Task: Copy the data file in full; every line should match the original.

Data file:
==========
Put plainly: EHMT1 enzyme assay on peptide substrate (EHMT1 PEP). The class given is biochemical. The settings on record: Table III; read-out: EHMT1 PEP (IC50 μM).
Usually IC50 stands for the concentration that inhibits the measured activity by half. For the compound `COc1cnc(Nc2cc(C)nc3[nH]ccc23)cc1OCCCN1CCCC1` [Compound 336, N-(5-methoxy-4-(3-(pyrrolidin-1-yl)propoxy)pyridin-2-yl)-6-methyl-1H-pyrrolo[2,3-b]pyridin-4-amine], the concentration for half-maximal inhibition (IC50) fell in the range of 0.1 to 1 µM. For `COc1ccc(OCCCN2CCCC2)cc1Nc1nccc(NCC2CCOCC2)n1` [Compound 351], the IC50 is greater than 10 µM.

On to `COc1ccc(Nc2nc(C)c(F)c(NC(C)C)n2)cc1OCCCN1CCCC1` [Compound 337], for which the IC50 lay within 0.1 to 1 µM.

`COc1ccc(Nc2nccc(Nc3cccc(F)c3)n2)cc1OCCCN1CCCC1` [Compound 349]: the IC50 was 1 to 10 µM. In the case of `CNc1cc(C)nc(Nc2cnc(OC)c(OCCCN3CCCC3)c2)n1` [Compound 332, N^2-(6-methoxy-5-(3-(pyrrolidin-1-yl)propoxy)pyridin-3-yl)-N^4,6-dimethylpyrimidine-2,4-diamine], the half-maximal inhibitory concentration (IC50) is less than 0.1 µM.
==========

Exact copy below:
Put plainly: EHMT1 enzyme assay on peptide substrate (EHMT1 PEP). The class given is biochemical. The settings on record: Table III; read-out: EHMT1 PEP (IC50 μM).
Usually IC50 stands for the concentration that inhibits the measured activity by half. For the compound `COc1cnc(Nc2cc(C)nc3[nH]ccc23)cc1OCCCN1CCCC1` [Compound 336, N-(5-methoxy-4-(3-(pyrrolidin-1-yl)propoxy)pyridin-2-yl)-6-methyl-1H-pyrrolo[2,3-b]pyridin-4-amine], the concentration for half-maximal inhibition (IC50) fell in the range of 0.1 to 1 µM. For `COc1ccc(OCCCN2CCCC2)cc1Nc1nccc(NCC2CCOCC2)n1` [Compound 351], the IC50 is greater than 10 µM.

On to `COc1ccc(Nc2nc(C)c(F)c(NC(C)C)n2)cc1OCCCN1CCCC1` [Compound 337], for which the IC50 lay within 0.1 to 1 µM.

`COc1ccc(Nc2nccc(Nc3cccc(F)c3)n2)cc1OCCCN1CCCC1` [Compound 349]: the IC50 was 1 to 10 µM. In the case of `CNc1cc(C)nc(Nc2cnc(OC)c(OCCCN3CCCC3)c2)n1` [Compound 332, N^2-(6-methoxy-5-(3-(pyrrolidin-1-yl)propoxy)pyridin-3-yl)-N^4,6-dimethylpyrimidine-2,4-diamine], the half-maximal inhibitory concentration (IC50) is less than 0.1 µM.